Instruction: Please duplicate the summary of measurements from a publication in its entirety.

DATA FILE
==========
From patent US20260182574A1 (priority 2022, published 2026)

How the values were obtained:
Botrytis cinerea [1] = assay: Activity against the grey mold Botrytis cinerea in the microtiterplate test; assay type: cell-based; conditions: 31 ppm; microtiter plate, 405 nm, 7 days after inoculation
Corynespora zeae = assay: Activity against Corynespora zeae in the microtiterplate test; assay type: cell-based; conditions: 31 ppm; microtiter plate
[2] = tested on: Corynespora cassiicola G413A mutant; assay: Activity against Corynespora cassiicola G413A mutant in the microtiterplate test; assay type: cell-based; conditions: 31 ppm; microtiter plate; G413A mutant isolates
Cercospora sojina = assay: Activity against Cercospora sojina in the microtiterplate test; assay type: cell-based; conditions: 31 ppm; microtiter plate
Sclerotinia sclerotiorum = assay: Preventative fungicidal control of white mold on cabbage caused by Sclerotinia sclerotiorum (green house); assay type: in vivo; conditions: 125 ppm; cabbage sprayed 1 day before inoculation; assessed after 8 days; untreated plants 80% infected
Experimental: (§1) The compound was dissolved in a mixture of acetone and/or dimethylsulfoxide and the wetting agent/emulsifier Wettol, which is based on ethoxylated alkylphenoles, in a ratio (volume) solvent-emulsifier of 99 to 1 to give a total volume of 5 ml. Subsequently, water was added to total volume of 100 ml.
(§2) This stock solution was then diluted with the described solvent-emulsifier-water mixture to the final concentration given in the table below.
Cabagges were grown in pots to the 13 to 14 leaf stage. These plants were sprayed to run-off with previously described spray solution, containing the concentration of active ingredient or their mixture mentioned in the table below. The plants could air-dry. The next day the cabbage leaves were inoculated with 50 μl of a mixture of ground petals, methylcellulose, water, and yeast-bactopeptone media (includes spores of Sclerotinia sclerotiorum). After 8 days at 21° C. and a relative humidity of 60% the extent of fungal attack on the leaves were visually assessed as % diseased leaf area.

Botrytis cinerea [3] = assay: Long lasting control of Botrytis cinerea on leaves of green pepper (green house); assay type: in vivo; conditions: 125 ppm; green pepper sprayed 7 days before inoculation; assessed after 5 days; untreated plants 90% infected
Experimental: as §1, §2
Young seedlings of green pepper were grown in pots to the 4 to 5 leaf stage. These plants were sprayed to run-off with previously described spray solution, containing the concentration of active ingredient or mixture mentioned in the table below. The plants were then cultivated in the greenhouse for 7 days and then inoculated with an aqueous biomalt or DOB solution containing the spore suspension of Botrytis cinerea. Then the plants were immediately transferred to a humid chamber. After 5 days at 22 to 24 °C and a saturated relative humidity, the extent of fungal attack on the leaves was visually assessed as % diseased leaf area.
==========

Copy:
From patent US20260182574A1 (priority 2022, published 2026)

How the values were obtained:
Botrytis cinerea [1] = assay: Activity against the grey mold Botrytis cinerea in the microtiterplate test; assay type: cell-based; conditions: 31 ppm; microtiter plate, 405 nm, 7 days after inoculation
Corynespora zeae = assay: Activity against Corynespora zeae in the microtiterplate test; assay type: cell-based; conditions: 31 ppm; microtiter plate
[2] = tested on: Corynespora cassiicola G413A mutant; assay: Activity against Corynespora cassiicola G413A mutant in the microtiterplate test; assay type: cell-based; conditions: 31 ppm; microtiter plate; G413A mutant isolates
Cercospora sojina = assay: Activity against Cercospora sojina in the microtiterplate test; assay type: cell-based; conditions: 31 ppm; microtiter plate
Sclerotinia sclerotiorum = assay: Preventative fungicidal control of white mold on cabbage caused by Sclerotinia sclerotiorum (green house); assay type: in vivo; conditions: 125 ppm; cabbage sprayed 1 day before inoculation; assessed after 8 days; untreated plants 80% infected
Experimental: (§1) The compound was dissolved in a mixture of acetone and/or dimethylsulfoxide and the wetting agent/emulsifier Wettol, which is based on ethoxylated alkylphenoles, in a ratio (volume) solvent-emulsifier of 99 to 1 to give a total volume of 5 ml. Subsequently, water was added to total volume of 100 ml.
(§2) This stock solution was then diluted with the described solvent-emulsifier-water mixture to the final concentration given in the table below.
Cabagges were grown in pots to the 13 to 14 leaf stage. These plants were sprayed to run-off with previously described spray solution, containing the concentration of active ingredient or their mixture mentioned in the table below. The plants could air-dry. The next day the cabbage leaves were inoculated with 50 μl of a mixture of ground petals, methylcellulose, water, and yeast-bactopeptone media (includes spores of Sclerotinia sclerotiorum). After 8 days at 21° C. and a relative humidity of 60% the extent of fungal attack on the leaves were visually assessed as % diseased leaf area.

Botrytis cinerea [3] = assay: Long lasting control of Botrytis cinerea on leaves of green pepper (green house); assay type: in vivo; conditions: 125 ppm; green pepper sprayed 7 days before inoculation; assessed after 5 days; untreated plants 90% infected
Experimental: as §1, §2
Young seedlings of green pepper were grown in pots to the 4 to 5 leaf stage. These plants were sprayed to run-off with previously described spray solution, containing the concentration of active ingredient or mixture mentioned in the table below. The plants were then cultivated in the greenhouse for 7 days and then inoculated with an aqueous biomalt or DOB solution containing the spore suspension of Botrytis cinerea. Then the plants were immediately transferred to a humid chamber. After 5 days at 22 to 24 °C and a saturated relative humidity, the extent of fungal attack on the leaves was visually assessed as % diseased leaf area.